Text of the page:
The contrast between the two events couldn't be more different. One, the NHL's Winter Classic, was held on a cold, bleary New Year's Day on the frozen tundra of a transformed Fenway Park. The second, the 2012 Deutsche Bank Championship in Norton, Massachusetts, is staged at the TPC Boston during four sun-drenched late summer days. The DBC enjoyed its 10th anniversary in Boston and while doing so, it might've trumped the NHL extravaganza as the best sports event Boston has ever hosted.
Putting aside the obvious thrill of a Stanley Cup, World Series or NBA Finals game, along with the right of Bill Belichick passage that is the annual potential to host an AFC championship home game played by the New England Patriots, there is no other sports event in Boston where the very, very best compete with the stakes so high and the calendar marked with X's with four straight days of competition guaranteed in writing. There's no Miami Heat or Washington Caps in the way of this baby.
Yes, the annual Deutsche Bank Championship, held every Labor Day weekend on the outskirts of Boston, trumps them all. It's better than any All-Star Game, more powerful, enjoyable and relaxing than any NASCAR event -- never mind the trials, traffic and tribulations of trekking to New Hampshire. The golf tournament is a dream come true for all of New England's fun-loving, sports loving families. Spectators ranged from about six-months to some well into their 90s. While New York City has the best tennis players in the world on display for two weeks every late August-early September, Boston claims the best golfers in the world and the PGA Tour complies by staging the second round of the tour's FedEx Cup Playoffs at the Tournament Players Club.
But it's golf, you say?
Yes, it's golf! A tremendous spectator sport that, along with hockey, is much, much better in person than on TV. While NBC Sports did a fantastic job of covering the event with more cameras than an Academy Awards red carpet run, the thrill of seeing the best players in the world up close and personal brings the sport to life. The power behind the drives, the physics teacher, mind-blowing torque of human bodies turning and unleashing a stick at a small ball defies logic and gravity.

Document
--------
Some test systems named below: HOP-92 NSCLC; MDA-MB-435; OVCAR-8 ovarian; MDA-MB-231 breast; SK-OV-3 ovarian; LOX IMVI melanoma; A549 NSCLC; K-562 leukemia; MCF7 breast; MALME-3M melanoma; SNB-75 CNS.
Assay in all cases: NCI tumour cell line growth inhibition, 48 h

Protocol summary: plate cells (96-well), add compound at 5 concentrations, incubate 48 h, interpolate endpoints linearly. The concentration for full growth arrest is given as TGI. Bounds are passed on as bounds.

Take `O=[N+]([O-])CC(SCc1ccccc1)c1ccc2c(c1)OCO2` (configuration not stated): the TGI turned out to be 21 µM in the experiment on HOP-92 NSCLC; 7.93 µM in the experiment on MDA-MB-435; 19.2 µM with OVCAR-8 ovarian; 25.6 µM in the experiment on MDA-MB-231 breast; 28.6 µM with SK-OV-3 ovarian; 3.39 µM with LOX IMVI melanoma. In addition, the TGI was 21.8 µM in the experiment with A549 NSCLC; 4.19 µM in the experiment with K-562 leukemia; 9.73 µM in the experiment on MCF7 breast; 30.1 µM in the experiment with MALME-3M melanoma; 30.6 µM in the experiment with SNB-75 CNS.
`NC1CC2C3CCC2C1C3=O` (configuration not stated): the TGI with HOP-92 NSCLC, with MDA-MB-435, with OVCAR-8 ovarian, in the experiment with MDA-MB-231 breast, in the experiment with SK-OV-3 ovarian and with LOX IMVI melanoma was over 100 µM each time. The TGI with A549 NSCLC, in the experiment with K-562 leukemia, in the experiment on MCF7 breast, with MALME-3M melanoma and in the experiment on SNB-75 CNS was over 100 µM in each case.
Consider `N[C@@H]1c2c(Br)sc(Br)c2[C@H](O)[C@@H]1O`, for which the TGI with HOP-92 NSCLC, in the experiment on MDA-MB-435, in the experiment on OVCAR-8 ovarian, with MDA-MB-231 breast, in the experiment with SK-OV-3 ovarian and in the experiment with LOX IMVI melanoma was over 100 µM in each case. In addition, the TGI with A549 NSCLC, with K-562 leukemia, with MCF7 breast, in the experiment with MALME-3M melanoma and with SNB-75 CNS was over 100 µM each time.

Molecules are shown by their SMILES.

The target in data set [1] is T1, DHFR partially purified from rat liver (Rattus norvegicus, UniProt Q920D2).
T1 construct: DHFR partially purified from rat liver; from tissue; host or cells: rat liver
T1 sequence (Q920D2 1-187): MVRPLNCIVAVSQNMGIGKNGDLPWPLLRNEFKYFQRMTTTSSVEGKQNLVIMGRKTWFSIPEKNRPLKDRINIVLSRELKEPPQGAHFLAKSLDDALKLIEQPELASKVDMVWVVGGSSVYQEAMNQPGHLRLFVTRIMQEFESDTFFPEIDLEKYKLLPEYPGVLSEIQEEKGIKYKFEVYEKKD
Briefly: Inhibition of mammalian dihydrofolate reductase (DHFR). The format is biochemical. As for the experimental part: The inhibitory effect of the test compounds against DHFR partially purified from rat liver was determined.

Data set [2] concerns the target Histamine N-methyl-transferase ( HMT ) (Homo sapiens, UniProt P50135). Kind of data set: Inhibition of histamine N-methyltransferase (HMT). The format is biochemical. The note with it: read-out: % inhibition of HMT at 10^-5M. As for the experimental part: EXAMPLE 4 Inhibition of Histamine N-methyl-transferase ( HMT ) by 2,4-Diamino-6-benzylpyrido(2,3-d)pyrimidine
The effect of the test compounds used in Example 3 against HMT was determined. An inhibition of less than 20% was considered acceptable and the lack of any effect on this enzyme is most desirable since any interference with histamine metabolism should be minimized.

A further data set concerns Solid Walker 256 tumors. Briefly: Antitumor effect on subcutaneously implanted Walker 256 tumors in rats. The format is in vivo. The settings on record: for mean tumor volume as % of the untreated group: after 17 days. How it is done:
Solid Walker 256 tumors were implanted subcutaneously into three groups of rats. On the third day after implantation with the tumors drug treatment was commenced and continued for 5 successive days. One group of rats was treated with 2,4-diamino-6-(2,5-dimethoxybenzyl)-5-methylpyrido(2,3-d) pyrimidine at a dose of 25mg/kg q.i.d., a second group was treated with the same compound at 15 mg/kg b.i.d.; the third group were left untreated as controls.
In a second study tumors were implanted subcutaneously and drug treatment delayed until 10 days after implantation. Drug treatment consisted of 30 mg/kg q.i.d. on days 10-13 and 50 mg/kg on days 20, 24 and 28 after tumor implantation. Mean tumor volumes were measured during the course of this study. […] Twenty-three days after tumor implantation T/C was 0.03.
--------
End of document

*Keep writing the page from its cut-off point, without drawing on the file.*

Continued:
While most sports fans are accustomed to seeing the size of an NFL legend like Tom Brady, an NBA superstar like Shaquille O'Neal or even the 6'9" "small forward" that is the Celtics' Paul Pierce, or maybe even Zdeno Chara, the Bruins' 6'9" NHL All-Star defenseman, the most savvy sportsmen can't believe their eyes when a compact swing is unleashed by 5-10, 160-pound Rory McIlroy, the winner of the 2012 Deutsche Bank Championship. Ditto for tournament runner-up, the 5-10, 160-pounder that is Louis Oosthuizen of South Africa. Let me tell ya, they can hit it a mile and they have the mental toughness of Brady, Pierce and Chara all wrapped together by Michael Jordan. The successful PGA Tour pro has nerves of steel even when the pack of wolves that is No. 2 through No. 10 on the weekly leader board is breathing down your neck, applying pressure that might make a $5 million dollar Texas Hold "em hand seem more like a bath full of Calgon oil beads.
"You can't really let what the other guys are doing effect you in any way," said McIlroy as he fielded questions from the world's golf media sitting alongside a Wedgewood Blue Cup that would serve a nice appetizer cordial to Lord Stanley. "You've got to keep playing your game, keep trying to give yourself opportunities for birdies, try and hit the fairways, try and hit the greens. Obviously, you look at the board a few times and I saw I was a couple ahead of Louis and then a couple ahead of the next guys, I think it was Tiger."
"Once I got into the lead, I felt very comfortable and I just tried to keep applying the pressure, hit fairways, hit greens and it worked out for the most part," added McIlroy in an amazingly confident but humble manner. "I had a couple of wobbles there coming in (back nine bogey at 17), but I did enough in the early part of the round to have enough cushion to get the job done."
A job well done, as the No. 1 player in the world is in the best position going into the BMW Championship -- the equivalent of the PGA Tour's semifinals -- and the grand-daddy of 'em all, the Tour Championship where the players ranked in the top five amongst FedEx Cup qualifiers can take the big prize automatically if they win the Tour Championship at the East lake GC near Atlanta. McIlroy believe he's learned how to win while learning how to be more successful as the grind of the tour progresses.
"I think I've learned how to handle winning big events," he said, "and I can carry myself forward, not dwelling on what's happened, just moving forward, just trying to win another golf tournament, trying to put myself into position. There's a time and a place to celebrate and to enjoy what you've done and going into the playoffs isn't it. You have to focus on the week ahead. I'll get to Crooked Stick (Carmel, Indiana) tomorrow and start to prepare for that tournament."
"This run we're on, we just have to keep thinking about the next week, and once the Ryder Cup is over, for sure I'll think back and I'll celebrate and enjoy the great golf that I've played over the last few weeks."
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